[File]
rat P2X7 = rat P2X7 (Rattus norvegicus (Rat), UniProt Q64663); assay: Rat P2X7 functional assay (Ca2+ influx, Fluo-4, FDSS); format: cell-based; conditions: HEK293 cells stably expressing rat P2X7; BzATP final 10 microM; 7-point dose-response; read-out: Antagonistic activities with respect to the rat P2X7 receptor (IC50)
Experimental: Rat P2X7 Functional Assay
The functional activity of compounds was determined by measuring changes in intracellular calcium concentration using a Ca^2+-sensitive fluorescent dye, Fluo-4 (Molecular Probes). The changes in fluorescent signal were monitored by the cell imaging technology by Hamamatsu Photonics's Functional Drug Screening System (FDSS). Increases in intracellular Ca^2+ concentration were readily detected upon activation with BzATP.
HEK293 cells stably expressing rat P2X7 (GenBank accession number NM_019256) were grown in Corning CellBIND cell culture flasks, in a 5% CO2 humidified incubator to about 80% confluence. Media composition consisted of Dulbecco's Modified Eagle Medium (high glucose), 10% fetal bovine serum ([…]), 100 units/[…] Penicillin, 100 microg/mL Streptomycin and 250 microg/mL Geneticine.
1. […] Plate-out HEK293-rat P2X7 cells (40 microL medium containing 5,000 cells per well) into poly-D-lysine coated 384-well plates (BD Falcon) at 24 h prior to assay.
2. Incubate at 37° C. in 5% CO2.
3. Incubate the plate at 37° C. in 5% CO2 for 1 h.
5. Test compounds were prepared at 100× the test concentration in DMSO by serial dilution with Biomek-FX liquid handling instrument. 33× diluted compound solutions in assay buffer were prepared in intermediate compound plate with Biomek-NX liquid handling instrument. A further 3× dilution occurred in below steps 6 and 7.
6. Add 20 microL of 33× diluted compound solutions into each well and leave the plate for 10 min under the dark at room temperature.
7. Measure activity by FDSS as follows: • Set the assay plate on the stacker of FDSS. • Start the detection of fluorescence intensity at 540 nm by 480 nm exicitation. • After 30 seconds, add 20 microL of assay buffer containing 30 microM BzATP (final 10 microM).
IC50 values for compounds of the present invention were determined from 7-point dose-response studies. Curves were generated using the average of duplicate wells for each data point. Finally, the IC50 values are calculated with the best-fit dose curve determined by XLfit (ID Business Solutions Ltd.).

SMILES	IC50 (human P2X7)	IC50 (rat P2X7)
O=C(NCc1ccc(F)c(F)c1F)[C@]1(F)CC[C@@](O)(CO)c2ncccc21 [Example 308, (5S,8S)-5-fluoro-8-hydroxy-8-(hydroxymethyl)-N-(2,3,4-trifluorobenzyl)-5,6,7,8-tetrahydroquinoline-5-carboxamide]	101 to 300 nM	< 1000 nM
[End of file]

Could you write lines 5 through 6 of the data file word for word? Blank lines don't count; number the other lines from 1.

1. […] Plate-out HEK293-rat P2X7 cells (40 microL medium containing 5,000 cells per well) into poly-D-lysine coated 384-well plates (BD Falcon) at 24 h prior to assay.
2. Incubate at 37° C. in 5% CO2.